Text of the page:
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Flying Termites

What Does a Flying Termite Look Like?

Formosan Termites With Wings

Formosan Termites With Wings

Homeowners often first become aware of termite infestation due to the presence of flying termites.

  • Size: Depending on the species, flying termites can range in size from 1/4 to 3/8 of an inch.

  • Color: While worker termites are usually light in color, flying termites may be light in color, dark brown or black based on the species. The darker color helps termites retain moisture and makes it possible for them to leave the nest.

  • Wings: four wings

Flying Winged Termites

Flying Winged Termites

How Did I Get Flying Termites?

Also known as alates or reproductive stage termites, flying male and female alates emerge from existing colonies to mate and form new nests elsewhere. A flying termite swarm near the home nest could indicate a large colony in the yard or some other nearby location. Residents who find multiple alates inside, notice their shed wings around doors and windows, or see them emerging from the house exterior may have an active infestation inside their home.

How Serious Are Flying Termites?

Termites are among the most damaging insects found in homes. Colonies take about three to six years to mature to the point when the colony produces alates. During this time and as long as the colony is active, the termite workers feeding on wood may create costly damage to buildings.

These worker stage termites eat the soft interior portions of wooden supports and other wooden building components, while leaving the wood’s outer shell intact. Termite infestations can go on for years until the damage reveals itself through evidence of mud tubes, cracks or collapse of the building’s wood. Flying termite swarms are a serious warning sign of potential damage for homeowners.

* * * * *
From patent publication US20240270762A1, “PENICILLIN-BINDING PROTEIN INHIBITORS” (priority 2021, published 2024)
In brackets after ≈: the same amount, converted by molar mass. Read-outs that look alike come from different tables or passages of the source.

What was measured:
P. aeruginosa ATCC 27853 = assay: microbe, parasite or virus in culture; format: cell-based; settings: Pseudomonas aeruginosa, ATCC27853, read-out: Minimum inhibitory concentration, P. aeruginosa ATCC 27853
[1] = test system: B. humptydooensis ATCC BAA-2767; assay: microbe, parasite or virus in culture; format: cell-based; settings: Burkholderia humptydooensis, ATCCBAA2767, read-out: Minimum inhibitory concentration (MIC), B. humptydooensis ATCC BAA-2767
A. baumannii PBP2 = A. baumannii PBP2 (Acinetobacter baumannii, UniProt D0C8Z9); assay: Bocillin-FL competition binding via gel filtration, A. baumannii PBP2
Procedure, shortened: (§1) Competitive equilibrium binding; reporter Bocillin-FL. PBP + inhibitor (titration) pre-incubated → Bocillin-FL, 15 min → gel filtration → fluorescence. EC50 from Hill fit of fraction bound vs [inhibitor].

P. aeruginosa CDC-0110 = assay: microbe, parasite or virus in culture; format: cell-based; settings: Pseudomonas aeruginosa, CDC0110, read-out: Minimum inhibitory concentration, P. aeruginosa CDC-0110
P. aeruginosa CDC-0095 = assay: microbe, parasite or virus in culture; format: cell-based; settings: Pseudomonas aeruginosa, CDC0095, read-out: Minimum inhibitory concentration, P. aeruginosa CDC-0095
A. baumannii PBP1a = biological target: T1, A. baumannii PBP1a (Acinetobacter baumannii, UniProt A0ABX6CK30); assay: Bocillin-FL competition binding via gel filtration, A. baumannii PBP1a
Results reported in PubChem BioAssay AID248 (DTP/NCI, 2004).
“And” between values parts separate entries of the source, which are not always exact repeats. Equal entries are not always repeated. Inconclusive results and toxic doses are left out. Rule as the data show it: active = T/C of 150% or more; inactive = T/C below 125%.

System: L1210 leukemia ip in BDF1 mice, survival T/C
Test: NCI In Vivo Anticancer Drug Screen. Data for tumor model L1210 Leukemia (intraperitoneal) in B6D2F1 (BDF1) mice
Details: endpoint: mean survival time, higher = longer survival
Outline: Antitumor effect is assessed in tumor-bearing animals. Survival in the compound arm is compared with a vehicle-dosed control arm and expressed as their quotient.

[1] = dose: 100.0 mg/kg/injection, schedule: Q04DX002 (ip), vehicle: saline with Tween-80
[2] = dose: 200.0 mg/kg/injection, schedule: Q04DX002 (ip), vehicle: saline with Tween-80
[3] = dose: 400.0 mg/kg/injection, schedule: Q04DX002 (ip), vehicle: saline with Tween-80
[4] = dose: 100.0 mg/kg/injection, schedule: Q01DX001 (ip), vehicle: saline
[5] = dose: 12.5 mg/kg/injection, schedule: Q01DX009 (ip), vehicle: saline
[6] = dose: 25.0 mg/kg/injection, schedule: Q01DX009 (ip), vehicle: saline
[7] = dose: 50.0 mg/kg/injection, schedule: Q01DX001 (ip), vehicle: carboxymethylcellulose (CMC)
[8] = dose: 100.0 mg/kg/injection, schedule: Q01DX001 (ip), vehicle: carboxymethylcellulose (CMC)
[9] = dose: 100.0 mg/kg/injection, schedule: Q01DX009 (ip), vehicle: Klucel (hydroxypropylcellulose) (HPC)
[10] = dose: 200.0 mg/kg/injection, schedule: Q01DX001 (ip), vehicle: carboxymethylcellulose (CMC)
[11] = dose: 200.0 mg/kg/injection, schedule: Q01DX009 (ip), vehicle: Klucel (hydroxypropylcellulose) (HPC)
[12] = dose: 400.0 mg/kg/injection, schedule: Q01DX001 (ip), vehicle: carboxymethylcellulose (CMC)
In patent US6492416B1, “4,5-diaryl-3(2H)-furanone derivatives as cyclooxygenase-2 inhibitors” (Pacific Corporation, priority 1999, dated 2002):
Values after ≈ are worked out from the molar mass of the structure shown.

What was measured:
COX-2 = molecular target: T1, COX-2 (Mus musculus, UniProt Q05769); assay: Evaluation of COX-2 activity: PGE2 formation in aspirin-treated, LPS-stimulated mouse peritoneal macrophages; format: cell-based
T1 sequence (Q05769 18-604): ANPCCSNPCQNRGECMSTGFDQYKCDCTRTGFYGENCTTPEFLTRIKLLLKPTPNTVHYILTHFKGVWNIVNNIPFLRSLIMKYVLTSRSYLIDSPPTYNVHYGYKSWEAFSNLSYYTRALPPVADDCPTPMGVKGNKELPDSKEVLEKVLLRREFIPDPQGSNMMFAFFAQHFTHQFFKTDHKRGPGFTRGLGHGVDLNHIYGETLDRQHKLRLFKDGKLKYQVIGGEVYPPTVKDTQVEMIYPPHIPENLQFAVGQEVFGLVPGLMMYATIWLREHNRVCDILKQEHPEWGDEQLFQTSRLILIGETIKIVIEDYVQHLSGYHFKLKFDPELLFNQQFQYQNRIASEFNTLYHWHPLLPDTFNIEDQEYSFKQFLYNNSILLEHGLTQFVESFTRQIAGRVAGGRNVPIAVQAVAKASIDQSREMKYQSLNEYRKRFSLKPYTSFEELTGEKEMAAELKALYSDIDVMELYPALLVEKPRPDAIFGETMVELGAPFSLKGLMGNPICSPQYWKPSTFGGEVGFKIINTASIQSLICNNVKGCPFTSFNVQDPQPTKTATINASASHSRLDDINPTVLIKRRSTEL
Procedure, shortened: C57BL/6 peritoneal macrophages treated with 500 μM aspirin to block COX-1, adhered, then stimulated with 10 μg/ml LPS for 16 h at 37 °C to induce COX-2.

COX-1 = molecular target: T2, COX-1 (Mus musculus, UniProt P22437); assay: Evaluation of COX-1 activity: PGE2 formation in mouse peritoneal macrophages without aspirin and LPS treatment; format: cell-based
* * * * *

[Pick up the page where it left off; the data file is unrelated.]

How Do I Get Rid of Flying Termites?

What Orkin Does

We’ll determine whether you actually have termites, then discuss a treatment plan including financing that works for you. Tap here to give us a call:Call844-513-0873


A winged termite may be the king or queen of a colony - or a swarmer (alate) launched to create a new colony.

Flying termites have poor eyes, whereas worker, soldier and secondary reproductive termites are blind.


Flying termites are visible when their colony swarms. Swarms are provoked by heavy rainfall and warm, humid temperatures among other triggers. Swarms occur when established colonies produce winged male and female termites in order to reproduce. After these mating flights, fertilized termites shed their wings and go on to establish new colonies. Termites seen flying in a home are indicative of a mature colony. Homeowners should contact their local professional pest control expert to learn about extermination solutions for their home.

May Look Like Ants

While flying termites closely resemble winged ants, there are clear differences in their appearance. Ants have a constricted waist, while termites have a more straight-sided waist. Termites also have four wings of equal size. Ant antennae bend at 90-degree angles, while the antennae of the termite are straight.

If you need some help to determine whether or not you have activity, call Orkin today for a free termite inspection of your home.


Dig Deeper on Termite Life Cycles

How Long Does a Termite Live?

Termite Eggs

Winged Termites & Swarm Photos

Termite Larvae

Termite Life Cycle

Flying Termites

Termite Swarms | When Do Termites Swarm

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